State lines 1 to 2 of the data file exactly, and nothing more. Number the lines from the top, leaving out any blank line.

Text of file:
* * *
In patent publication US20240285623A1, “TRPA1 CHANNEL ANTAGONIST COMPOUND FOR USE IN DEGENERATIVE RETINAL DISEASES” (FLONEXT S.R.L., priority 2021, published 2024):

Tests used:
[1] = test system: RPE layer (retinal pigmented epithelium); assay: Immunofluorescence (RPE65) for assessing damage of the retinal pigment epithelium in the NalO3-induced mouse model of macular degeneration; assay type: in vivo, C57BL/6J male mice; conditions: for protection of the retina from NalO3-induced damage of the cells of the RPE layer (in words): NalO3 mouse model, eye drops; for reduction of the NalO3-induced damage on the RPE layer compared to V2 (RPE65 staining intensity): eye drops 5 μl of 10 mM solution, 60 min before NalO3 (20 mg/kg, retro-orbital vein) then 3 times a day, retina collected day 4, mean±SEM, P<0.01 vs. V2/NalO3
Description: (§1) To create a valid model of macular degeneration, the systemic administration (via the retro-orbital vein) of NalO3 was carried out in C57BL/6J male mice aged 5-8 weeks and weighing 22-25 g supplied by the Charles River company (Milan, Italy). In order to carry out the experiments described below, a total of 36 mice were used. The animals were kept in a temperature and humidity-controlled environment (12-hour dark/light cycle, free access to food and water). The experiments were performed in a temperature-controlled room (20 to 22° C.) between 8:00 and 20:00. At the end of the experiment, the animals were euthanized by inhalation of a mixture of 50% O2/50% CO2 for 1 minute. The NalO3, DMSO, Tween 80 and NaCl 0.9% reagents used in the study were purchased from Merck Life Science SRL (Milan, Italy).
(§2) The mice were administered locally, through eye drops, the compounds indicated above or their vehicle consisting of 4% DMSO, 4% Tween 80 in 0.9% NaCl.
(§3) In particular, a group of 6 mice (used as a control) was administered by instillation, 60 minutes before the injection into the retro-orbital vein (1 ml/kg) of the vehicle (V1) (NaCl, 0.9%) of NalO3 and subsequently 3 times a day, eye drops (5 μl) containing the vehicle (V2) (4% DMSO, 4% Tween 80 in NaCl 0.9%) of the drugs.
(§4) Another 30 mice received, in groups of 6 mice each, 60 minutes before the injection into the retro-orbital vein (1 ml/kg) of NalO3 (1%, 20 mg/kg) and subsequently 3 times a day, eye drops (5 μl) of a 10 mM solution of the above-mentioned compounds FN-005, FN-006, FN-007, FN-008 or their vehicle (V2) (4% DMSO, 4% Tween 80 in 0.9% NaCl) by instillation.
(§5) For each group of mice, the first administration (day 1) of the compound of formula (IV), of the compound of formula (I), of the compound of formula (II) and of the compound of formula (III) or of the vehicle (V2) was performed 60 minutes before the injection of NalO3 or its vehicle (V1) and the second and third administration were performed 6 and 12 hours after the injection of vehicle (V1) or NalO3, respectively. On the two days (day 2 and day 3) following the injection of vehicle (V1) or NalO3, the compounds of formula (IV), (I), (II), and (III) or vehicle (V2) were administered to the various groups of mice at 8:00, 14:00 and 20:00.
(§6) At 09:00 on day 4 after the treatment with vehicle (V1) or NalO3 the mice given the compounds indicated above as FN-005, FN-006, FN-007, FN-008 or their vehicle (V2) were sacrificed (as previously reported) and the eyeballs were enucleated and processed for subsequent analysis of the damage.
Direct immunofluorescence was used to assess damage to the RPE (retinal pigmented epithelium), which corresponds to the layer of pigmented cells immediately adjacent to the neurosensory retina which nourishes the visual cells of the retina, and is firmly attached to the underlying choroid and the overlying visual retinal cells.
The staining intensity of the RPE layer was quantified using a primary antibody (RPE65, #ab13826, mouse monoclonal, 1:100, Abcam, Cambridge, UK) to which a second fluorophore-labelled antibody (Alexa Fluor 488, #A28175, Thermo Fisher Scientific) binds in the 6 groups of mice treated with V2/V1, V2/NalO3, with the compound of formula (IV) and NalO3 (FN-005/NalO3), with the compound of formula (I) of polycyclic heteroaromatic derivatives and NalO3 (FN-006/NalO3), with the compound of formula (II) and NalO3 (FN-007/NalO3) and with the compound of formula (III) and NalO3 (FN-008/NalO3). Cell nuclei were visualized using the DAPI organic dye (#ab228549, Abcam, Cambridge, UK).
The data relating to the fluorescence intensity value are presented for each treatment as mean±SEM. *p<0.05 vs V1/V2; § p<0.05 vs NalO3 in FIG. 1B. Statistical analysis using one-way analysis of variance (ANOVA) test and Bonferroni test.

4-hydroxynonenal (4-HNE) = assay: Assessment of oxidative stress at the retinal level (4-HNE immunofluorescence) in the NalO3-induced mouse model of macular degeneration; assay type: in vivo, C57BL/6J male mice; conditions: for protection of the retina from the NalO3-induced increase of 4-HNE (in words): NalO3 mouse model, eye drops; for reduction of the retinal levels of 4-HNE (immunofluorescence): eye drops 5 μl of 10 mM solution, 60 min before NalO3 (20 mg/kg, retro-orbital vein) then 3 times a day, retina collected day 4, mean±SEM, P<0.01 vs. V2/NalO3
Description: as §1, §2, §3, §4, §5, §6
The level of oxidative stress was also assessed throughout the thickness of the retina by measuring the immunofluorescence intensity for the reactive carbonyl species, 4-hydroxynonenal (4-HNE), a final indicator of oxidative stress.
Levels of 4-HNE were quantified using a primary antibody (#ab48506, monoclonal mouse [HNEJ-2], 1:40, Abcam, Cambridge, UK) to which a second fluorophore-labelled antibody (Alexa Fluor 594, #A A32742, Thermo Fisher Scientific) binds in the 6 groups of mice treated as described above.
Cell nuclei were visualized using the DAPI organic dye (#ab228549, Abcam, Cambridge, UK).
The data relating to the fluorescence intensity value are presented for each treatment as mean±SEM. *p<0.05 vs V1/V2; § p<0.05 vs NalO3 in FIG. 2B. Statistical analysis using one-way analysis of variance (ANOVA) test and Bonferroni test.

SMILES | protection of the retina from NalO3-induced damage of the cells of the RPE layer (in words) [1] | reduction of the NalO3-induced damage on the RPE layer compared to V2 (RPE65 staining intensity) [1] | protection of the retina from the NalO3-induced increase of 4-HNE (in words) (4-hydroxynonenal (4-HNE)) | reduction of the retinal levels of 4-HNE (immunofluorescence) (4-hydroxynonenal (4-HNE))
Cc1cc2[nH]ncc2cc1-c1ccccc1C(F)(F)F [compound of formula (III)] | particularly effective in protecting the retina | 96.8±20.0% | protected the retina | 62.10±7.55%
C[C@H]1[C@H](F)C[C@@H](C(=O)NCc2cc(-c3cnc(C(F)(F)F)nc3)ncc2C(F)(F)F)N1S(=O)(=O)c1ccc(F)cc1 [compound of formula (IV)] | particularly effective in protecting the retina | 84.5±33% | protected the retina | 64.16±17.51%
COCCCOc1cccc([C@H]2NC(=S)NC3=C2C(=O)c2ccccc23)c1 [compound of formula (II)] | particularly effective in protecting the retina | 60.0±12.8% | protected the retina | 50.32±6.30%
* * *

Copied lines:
In patent publication US20240285623A1, “TRPA1 CHANNEL ANTAGONIST COMPOUND FOR USE IN DEGENERATIVE RETINAL DISEASES” (FLONEXT S.R.L., priority 2021, published 2024):

Tests used: